Altitude Sickness Strikes
Here I am, lying in bed and experiencing Altitude Sickness in La Paz. Waking up feeling like vomiting isn’t the best way to start a day. Again it hits, as the feelings just like morning sickness are sweeping over me with wave upon wave of nausea. Though right now, I am not pregnant, I am also feeling dizzy and I can’t breathe. I have a headache and I don’t feel eating.
As a single Mum, I don’t have the option to not function. I have a child to care for who requires feeding for starters. And I need to put an action plan in place to overcome this illness, so I drag myself out of bed and into the shower. We go out for a simple breakfast which I hope will cure nausea but it doesn’t scratch the surface.
Grabbing a taxi, we decide to attend an English church in the area as I feel a little support might assist. We often feel connecting with a church is a good way in case there might be an emergency and I need support. Today they ask if anyone needs prayer, and it is nice that they pray for me to feel better.
After church, we have a lady who drives us to the Mega Mart. This is a massive shopping complex for the rich, and for the ‘Gringos’.
I need a bank as I only have a few Bolivianos from the border crossing money exchange. Their rates are always lousy and they are notorious for ripping people off.
Right now, I can hardly breathe as we walk around to find a bank or Auto teller machine, but I feel so ill. I am glad that we find a bank that works for us, so I withdraw enough money to last us quite a few days since I know there is no ATM in the town we are visiting next.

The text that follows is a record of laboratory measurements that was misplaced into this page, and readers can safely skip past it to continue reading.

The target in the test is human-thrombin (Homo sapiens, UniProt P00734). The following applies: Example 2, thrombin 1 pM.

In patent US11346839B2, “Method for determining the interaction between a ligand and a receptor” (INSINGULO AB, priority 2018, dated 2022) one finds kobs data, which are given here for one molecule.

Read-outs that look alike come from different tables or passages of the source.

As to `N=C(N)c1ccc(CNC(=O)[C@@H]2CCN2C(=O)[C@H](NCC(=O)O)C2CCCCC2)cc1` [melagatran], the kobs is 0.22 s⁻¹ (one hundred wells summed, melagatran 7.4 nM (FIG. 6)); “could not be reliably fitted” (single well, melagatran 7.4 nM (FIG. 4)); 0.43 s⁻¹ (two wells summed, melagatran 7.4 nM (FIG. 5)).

One great thing about western Megal Malls is that they always have great food courts, and here I get my son some lunch.
Limit Our Time
I feel that we need to limit our time in La Paz, and move on quickly if this altitude sickness does not abate. Therefore today might be our only day here, thus we catch a taxi back to the touristic area and old city to look around. But I can hardly walk. We taxi past some amazing wall art and it is nice to be driving and not walking. South America is graffiti crazy and we love it. We pass so many bargains, yet I have no desire to shop.
Wandering in and out of Tour shops with great apprehension after our recent tour rip off, I dubiously (and finally) get two quotes from travel agents. I soon realize it is cheaper just to go to the Uyuni Salt Flats and work out our tour from that town when we arrive.
Cute Local Girls
We pass through the church, and I take a rest but I notice this altitude sickness is getting worse, and not better. We try to get a taxi back to our hotel, but being Sunday they are scarce therefore we walk for over 1 hour.
We pass some lovely little girls dressed in Bolivian national dress as they head to a party. They must only be about 4-years-old and so cute! I notice here that traditional clothing is still very much a part of the culture, with a focus on looking like you are plump or of a full figure for the females. We are told, “this is a sign they are wealthy because if you have money you have food, and if you have food, you can be fat”.
Is this the Flu?
At this time, I feel like I have the flu coming on. We manage to walk all the way back to the hotel with no cab. I put myself to bed with a hot water bottle.
Heart and Chest Pains
I have heart pains and chest pains coming now and I am starting to become overwhelmed as I am here alone in this empty hotel with an 8-year-old. In fact, I work myself up that I could be so ill. Then I have a big cry. The fact I am using an asthma puffer and finding it so hard to breathe on my own is just so scary.
Symptoms of Altitude Sickness
What To Do If You Get Altitude Sickness
Comments And Questions
- Have you ever been sick whilst traveling with a child?
- How did you handle the situation?
- Altitude Sickness can strike in many parts of the world. Have you ever encountered it, and if so, what did you do?